DETROIT (Bloomberg) -- Honda Motor Co. will invest $340 million to build fuel-efficient, gasoline engines in Ohio, as it plans a slate of new electric cars in a push for more vehicles with lower emissions.
Honda has added an assembly line at its Anna, Ohio, plant to build the new turbo-charged, four-cylinder gasoline engines, set to debut later this year. The so-called VTEC engines boost efficiency with valves that vary the flow of air and fuel depending on speed. The automaker also plans to debut its next fuel-cell vehicle next year and will offer both a plug-in hybrid and a battery-only electric car by 2018.
The company is looking to meet government requirements for cleaner vehicles as well as to boost fuel economy for drivers, Robert Bienenfeld, U.S. senior manager of environmental strategy, said this week at the Detroit auto show.
Honda and other automakers are pushing greener vehicle options as consumers benefit from the lowest gasoline prices since 2009.
“We need good price signals to continue advancing these technologies,” Bienenfeld said, referring to the declining cost of fuel.
The average price for a gallon of gas was about $2.12 as of Jan. 12, according to AAA. Sales of SUVs and pickups have benefited from the decline, with SUV deliveries jumping 12 percent last year, according to Autodata Corp.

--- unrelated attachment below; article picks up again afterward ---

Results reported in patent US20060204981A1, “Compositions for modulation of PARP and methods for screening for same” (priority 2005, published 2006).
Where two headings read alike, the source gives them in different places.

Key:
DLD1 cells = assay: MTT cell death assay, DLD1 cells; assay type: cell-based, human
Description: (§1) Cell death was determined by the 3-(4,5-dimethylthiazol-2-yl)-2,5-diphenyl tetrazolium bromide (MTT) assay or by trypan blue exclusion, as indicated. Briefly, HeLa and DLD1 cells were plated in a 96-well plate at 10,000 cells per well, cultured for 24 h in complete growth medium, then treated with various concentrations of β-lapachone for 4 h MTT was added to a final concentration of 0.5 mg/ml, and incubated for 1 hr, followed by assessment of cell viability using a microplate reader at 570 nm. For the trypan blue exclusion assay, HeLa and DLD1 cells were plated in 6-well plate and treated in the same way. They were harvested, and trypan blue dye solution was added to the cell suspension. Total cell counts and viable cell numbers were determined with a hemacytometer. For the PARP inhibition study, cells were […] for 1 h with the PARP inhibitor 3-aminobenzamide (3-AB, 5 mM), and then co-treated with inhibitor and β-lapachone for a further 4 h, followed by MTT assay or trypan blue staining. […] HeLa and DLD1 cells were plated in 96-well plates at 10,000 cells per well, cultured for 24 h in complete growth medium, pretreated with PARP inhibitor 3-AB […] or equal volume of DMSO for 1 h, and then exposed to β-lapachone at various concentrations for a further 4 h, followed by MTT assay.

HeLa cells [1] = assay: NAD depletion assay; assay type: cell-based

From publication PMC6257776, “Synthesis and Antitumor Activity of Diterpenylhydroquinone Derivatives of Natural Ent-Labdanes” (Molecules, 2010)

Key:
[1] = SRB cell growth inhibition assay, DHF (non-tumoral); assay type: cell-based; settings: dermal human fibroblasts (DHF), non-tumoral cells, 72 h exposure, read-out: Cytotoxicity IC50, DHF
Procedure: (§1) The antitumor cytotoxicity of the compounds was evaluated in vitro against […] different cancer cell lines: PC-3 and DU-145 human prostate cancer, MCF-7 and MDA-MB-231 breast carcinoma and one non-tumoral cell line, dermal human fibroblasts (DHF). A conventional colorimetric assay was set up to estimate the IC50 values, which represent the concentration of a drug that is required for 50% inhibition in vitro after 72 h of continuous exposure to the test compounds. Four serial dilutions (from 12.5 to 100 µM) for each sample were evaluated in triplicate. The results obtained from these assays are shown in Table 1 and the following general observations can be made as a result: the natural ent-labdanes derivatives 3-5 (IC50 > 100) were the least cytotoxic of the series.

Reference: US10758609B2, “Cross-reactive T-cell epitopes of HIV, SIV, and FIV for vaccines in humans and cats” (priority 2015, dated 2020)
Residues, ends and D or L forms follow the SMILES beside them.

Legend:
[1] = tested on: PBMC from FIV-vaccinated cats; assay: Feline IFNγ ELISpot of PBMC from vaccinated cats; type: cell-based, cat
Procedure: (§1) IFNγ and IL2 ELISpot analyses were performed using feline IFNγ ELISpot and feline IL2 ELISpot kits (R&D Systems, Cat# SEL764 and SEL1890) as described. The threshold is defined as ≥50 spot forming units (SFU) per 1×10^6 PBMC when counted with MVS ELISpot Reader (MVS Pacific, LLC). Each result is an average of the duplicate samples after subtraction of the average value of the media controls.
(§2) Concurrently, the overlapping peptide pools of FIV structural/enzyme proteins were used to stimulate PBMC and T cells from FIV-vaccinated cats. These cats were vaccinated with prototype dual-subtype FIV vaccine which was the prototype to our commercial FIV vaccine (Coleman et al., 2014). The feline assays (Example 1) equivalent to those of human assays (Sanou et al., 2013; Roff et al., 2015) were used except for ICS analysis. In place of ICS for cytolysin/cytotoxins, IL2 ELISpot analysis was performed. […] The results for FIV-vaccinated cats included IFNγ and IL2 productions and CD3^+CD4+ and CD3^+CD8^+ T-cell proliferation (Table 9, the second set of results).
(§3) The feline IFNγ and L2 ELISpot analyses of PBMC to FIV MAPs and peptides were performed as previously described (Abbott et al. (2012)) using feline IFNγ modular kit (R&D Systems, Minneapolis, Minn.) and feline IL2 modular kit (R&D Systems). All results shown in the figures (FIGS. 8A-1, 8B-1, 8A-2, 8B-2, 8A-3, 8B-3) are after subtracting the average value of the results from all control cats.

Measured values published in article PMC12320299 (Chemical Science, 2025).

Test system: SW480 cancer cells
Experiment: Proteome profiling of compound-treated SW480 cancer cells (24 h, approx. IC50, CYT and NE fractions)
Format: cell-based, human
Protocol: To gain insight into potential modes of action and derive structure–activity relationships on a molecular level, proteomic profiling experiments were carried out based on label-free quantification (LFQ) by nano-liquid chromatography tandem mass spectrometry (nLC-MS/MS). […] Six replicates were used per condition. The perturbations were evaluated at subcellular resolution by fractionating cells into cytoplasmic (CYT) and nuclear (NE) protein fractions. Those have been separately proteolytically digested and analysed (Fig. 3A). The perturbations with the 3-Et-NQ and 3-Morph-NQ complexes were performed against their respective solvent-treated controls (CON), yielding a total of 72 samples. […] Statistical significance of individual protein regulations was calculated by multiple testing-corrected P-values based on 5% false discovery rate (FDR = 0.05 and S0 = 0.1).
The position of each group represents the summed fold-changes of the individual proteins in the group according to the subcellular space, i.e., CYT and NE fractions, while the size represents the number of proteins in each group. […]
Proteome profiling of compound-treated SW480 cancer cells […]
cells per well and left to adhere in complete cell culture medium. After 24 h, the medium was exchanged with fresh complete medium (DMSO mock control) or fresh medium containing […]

Honda will also debut mainstream applications of the hybrid system introduced this week in its Acura NSX supercar. The technology mates a gasoline engine with three electric motors for driving the wheels.
The pricing on the electric model range will be “very competitive with what’s in the marketplace,” said John Mendel, executive vice president of sales for American Honda. He declined to be more specific.
The automaker also displayed a fuel-cell prototype to be introduced in 2016. Fuel cells are battery-like devices that produce power through an electrochemical reaction of hydrogen and air, producing water vapor as a by-product.
Compared to the Clarity sedan introduced in 2008, next year’s version will be equipped with fuel-cell components that are a third smaller and produce 60 percent more power, said Stephen Ellis, manager of fuel-cell vehicle marketing for American Honda.
The latest configuration allows seating for five adults and better acceleration than the Clarity, which performs like a V-6 gas-powered Accord, Ellis said. It also means the fuel-cell components can be installed in the same engine compartment, using the same assembly line, as gasoline engines in mainstream vehicles like the CR-V SUV, Ellis said.
And with a full tank of hydrogen, Honda’s new fuel cell car will be able to power an average Japanese home for nine days during power blackouts, he said.